Depending on the severity of an individual’s mental disability, it may be wise for him to live close to support services such as his family, social worker, or a mental illness center. Factors such as proximity to his workplace will also have to be taken into account when deciding on a location, as will his mode of transportation. For example, if an individual’s disability prevents him from driving and he relies on public transportation to travel to and from work, then he’ll need to be located somewhere he can easily access it (he may also need help with understanding how the system works, e.g. bus or train schedules, routes, and fares).
There are also the emotional aspects to living independently that need to be factored in for someone with a mental disability. Some young adults relish the freedom of living on their own after being under the watchful eye of their parents for years. However, someone with a mental disability may find it difficult to cope with not having his parents or carers in his immediate environment, particularly if he’s not co-habiting or living in some form of assisted living accommodation. And although it may be tempting for a parent or care taker to visit every day to check on how he’s doing, unless it’s absolutely vital, this should be resisted. The transition to independent living for someone with a mental disability can be difficult for both the individual making that transition and for those he’s making the break from. However, it’s important that all parties understand why the move is being made and the benefits everyone will gain from it.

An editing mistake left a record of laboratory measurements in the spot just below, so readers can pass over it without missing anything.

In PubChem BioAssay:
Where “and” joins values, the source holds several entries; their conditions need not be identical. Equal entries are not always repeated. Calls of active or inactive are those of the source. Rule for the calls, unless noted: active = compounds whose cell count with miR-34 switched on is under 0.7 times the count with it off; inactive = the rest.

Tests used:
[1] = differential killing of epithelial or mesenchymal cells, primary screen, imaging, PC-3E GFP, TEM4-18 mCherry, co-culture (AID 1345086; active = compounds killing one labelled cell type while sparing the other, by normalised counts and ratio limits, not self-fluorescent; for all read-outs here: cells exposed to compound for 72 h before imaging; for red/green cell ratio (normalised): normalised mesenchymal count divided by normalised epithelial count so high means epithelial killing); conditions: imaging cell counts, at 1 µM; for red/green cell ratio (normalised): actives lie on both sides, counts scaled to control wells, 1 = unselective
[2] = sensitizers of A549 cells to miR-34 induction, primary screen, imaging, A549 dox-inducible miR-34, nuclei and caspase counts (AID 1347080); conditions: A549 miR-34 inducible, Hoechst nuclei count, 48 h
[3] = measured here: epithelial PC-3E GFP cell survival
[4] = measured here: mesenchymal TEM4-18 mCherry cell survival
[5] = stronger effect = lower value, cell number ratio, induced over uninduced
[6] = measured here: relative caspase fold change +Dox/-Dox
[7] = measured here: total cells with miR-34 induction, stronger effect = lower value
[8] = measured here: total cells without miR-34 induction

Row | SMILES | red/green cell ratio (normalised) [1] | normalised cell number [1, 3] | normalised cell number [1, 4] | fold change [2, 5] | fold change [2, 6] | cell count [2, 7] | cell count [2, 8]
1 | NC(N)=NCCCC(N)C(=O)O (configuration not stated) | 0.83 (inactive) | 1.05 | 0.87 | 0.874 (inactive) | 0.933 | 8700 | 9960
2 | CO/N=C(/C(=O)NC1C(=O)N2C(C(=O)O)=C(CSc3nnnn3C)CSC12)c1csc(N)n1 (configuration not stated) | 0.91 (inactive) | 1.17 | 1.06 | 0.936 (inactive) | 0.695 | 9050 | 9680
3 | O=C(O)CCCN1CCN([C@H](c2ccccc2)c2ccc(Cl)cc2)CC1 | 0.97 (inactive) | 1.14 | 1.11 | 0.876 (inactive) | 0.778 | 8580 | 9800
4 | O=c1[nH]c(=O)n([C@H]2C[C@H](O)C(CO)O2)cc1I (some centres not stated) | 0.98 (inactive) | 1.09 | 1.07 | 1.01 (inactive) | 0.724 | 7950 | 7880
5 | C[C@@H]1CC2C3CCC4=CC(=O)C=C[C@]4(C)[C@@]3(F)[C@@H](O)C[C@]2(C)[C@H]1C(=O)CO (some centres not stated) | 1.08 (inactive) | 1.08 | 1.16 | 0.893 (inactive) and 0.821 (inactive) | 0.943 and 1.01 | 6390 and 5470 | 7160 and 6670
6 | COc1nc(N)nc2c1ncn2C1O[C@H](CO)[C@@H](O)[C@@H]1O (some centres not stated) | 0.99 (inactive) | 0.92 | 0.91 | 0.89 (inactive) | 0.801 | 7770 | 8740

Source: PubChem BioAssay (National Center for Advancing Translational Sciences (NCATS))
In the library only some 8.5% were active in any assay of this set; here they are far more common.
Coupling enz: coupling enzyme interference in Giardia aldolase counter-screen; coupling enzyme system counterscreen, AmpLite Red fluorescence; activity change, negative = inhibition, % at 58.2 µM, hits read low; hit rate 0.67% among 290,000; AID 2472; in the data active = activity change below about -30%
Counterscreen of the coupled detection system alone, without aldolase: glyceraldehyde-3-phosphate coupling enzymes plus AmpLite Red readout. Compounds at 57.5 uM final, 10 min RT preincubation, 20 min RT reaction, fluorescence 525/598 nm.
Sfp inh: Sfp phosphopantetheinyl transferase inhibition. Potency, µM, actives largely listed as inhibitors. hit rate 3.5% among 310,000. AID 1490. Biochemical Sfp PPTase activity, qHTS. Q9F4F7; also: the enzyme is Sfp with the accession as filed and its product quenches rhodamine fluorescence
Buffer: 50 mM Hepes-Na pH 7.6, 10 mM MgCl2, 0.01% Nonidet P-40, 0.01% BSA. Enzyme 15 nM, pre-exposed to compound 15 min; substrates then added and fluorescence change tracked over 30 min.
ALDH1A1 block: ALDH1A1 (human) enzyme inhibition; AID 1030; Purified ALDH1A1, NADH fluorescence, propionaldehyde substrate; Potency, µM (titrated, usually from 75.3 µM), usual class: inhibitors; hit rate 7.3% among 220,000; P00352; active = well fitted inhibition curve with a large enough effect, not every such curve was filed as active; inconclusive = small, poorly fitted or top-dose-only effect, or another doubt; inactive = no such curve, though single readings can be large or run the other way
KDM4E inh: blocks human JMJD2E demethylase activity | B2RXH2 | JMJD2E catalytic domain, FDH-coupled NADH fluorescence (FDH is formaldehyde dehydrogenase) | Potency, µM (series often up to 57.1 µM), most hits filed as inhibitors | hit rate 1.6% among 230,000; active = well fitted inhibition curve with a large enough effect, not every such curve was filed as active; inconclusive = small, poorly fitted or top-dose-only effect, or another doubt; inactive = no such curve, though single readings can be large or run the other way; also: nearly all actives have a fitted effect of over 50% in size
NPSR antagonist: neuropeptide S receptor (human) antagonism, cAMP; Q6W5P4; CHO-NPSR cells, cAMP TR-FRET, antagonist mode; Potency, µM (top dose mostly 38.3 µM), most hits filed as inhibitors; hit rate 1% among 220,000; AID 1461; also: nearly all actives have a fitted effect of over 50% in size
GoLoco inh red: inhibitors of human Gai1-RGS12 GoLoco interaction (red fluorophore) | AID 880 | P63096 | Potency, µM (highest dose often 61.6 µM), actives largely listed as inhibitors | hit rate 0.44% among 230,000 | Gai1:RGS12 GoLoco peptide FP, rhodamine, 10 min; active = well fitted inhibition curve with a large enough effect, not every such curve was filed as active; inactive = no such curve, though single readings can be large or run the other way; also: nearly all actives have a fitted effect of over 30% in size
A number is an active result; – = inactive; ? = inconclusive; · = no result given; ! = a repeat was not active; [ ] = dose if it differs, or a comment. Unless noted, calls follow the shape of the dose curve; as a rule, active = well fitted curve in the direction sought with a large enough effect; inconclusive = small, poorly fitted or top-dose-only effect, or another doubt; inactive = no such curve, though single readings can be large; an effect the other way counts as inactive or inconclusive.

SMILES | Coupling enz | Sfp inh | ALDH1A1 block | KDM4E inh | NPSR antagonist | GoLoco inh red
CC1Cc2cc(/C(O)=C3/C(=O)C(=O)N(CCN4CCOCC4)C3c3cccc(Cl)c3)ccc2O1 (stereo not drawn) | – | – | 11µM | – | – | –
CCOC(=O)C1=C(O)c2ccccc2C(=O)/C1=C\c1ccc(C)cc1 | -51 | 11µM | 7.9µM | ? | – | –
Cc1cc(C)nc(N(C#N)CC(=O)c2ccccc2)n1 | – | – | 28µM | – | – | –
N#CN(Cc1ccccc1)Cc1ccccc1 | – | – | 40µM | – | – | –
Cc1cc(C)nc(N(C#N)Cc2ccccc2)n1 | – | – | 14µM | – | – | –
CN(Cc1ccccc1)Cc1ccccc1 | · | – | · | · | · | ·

There are a number of programs set up to help young adults with mental disabilities make the transition to living on their own. The Substance Abuse and Mental Health Services Administration holds group meetings and provides personal counselors to help individuals apply for jobs, find accommodation, ride public transportation, and cook and clean for themselves.
It may take a little more adjustment for someone with a mental disability to make the transition to independent living but it’s not an insurmountable hurdle. In fact, almost a third of people with schizophrenia in the US live independently (approximately 28 percent), according to Surviving Schizophrenia: A Manual for Families, Patients, and Providers by E. Fuller Torrey . Living independently is a rite of passage that can be experienced by all young adults. There’s no reason why young adults with mental disabilities shouldn’t enjoy living independently in the same way other young adults do. Providing the necessary support networks are in place, this rite of passage is one that they too can experience and benefit from.
The Villa Orlando and Pasadena Villa’s Smoky Mountain Lodge are adult intensive psychiatric residential treatment centers for clients with serious mental illnesses. We also provide other individualized therapy programs, step-down residential programs, and less intensive mental health services, such as Community Residential Homes, Supportive Housing, Day Treatment Programs and Life Skills training. Pasadena Villa’s Outpatient Center in Raleigh, North Carolina offers partial hospitalization (PHP) and an intensive outpatient program (PHP). If you or someone you know may need mental health services, please complete our contact form or call us at 877-845-5235 for more information.